David Maril lives year-round in the house on Bradford Street in Provincetown where his father, Herman Maril, painted every summer from 1958 until his death in 1986. David winterized the house three years ago after retiring from a 35-year career in sports journalism. He now manages his father’s legacy, with the house serving as an ad-hoc museum, gallery, and storage space.
“When my parents got married in 1948, they honeymooned in Provincetown,” says David. “At first, they rented a place on Pearl Street. He’d set up an easel and paint outside. My mother thought it was the most beautiful place she’d ever been. They came every summer after that. They were hooked.”
The couple bought the Bradford Street house in 1958 as a summer residence. The other nine months of the year, Herman taught at the University of Maryland in College Park. He, his wife, Esta, and their children, David and Nadja, lived in Baltimore.
The 1830s structure was originally the Long Point Post Office before it was floated across the harbor at the turn of the 20th century. “This was the post office window where Long Point residents would line up for their mail,” David says, pointing to a small square pane of glass in the living room. “It’s the only original window left in the house.”
Herman’s paintings line the walls of the narrow, steep, “not-exactly-friendly” stairs that lead to the second-floor studio. The studio faces away from the street to catch the east light through one large window. The roof has been raised a couple of times, with the wonky pitch of the floors never corrected.
The studio is small. To the left of the window, David has kept his father’s workspace as he had it set up: old coffee cans full of brushes, tubes of paint piled in heaps, a marble palette with dried paint pushed to the edges.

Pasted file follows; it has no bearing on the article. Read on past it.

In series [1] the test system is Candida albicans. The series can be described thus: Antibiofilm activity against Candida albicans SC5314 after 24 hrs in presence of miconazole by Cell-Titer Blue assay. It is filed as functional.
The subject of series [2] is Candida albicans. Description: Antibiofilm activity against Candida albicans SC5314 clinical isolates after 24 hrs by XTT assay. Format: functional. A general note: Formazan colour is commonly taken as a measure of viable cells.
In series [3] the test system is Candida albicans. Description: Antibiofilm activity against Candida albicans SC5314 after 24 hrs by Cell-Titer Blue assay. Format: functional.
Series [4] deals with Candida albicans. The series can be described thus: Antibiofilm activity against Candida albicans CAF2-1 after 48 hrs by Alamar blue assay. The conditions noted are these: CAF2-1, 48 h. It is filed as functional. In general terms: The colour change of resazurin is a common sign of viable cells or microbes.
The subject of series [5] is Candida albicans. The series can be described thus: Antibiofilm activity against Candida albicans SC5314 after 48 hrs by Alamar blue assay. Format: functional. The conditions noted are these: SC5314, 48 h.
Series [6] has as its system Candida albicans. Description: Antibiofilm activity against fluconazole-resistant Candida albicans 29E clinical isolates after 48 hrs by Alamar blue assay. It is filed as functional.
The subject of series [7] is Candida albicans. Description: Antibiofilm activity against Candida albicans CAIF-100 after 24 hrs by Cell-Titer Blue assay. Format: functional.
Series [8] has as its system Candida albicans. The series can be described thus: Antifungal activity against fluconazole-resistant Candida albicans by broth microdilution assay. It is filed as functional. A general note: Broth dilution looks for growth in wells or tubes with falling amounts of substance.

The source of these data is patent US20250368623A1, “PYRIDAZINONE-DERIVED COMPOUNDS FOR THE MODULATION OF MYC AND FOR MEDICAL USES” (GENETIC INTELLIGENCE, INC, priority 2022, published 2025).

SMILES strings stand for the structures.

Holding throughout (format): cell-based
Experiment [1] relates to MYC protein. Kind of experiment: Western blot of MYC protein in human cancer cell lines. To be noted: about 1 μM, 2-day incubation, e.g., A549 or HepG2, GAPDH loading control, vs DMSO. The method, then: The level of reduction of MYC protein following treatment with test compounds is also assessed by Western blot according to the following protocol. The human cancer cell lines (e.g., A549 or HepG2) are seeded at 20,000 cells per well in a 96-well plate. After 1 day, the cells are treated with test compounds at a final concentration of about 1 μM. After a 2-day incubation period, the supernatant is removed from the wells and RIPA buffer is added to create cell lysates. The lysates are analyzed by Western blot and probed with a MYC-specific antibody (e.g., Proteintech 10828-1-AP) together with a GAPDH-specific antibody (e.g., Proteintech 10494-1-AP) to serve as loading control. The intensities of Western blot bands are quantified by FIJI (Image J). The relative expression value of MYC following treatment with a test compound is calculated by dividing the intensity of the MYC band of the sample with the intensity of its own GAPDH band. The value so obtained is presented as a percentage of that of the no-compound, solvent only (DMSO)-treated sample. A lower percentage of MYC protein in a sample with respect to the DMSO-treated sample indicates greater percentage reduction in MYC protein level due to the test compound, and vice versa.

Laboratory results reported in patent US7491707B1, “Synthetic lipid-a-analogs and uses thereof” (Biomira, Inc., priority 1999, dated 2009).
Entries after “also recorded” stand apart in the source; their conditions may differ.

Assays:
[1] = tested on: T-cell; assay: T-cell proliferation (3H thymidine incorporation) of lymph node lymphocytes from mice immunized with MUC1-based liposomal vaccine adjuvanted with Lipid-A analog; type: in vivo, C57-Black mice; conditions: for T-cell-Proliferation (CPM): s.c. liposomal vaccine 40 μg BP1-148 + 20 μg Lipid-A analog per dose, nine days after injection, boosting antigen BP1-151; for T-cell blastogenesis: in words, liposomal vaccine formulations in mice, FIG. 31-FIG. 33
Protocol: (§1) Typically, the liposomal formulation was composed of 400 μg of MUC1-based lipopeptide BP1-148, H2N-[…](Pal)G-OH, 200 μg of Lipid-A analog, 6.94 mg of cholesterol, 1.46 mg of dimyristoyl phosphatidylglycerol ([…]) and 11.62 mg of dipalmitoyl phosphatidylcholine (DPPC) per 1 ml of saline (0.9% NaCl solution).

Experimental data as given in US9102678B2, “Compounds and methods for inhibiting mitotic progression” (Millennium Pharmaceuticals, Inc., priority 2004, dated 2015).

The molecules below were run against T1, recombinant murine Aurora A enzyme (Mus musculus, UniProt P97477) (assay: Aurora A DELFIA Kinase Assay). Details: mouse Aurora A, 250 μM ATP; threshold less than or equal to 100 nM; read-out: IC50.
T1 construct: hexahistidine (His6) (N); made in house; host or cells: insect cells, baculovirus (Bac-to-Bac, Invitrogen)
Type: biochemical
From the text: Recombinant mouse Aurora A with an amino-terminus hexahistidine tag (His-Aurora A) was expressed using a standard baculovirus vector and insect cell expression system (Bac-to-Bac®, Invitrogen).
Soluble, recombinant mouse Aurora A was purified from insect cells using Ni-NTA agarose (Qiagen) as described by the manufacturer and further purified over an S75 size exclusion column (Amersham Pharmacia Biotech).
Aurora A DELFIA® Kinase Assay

“This part hasn’t changed,” says David. “This is where he painted. I remember he always had classical music on.” Above the palette, there’s an early self-portrait from 1929, made just after graduating from the Maryland Institute of Fine Arts, that Herman kept as a talisman.
To the far left is an easel with a framed, finished painting in Herman Maril’s signature style. He pared his surroundings down to their essential abstract components — a hitherto unnoticed corner of a room, the shoulder of a chair, the roll of the dunes, the arc of the bay.
“My father knew a lot of the artists here because he was showing in New York galleries from the late ’30s on,” says David. “He was good friends with Karl Knaths and Milton Avery. They would all alternate studios. At the end of the summer, they would visit each other and show off their work.” David, who was seven or eight at the time, recalls Avery as a “very quiet, low-key type of person. Friendly, but not real outgoing.”
Hanging on a peg to the right of the studio window is Herman’s favorite plaid shirt. This same shirt can be seen in a photograph of Herman by Aaron Levin that also hangs, framed, on a studio wall. In another corner of the room sits a simple, rather unassuming wooden rocking chair.
“That was Mark Rothko’s studio chair in Provincetown,” says David. “Rothko gave it to my father when he sold his Provincetown house.” David remains friends with Rothko’s daughter, Kate.
Next to the entrance to the studio, there’s an old Bakelite rotary phone and a row of wood planers. “These are artifacts that he liked,” David says. He has even kept a tall, charred piece of wood that Herman scavenged from the street and secured on a pedestal. What attracted Herman to it still perplexes David: “I think he just liked the way it looked,” he muses.
“One thing that I learned from my father — and it took me a while to recognize and understand it — was his ability to take out, in his mind, what the clutter was,” continues David. “His words stick with me: ‘I don’t wait for inspiration. I paint every day, and inspiration comes with work, with painting,’ and that’s true.”